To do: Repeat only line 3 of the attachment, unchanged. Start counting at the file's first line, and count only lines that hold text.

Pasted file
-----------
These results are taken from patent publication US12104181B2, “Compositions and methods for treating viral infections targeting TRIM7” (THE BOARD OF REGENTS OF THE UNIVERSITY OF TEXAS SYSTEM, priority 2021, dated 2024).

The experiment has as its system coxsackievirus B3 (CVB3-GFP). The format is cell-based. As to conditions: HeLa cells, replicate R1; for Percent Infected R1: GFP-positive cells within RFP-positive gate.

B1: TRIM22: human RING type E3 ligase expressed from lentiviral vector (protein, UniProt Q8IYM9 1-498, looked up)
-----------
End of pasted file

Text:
B1: TRIM22: human RING type E3 ligase expressed from lentiviral vector (protein, UniProt Q8IYM9 1-498, looked up)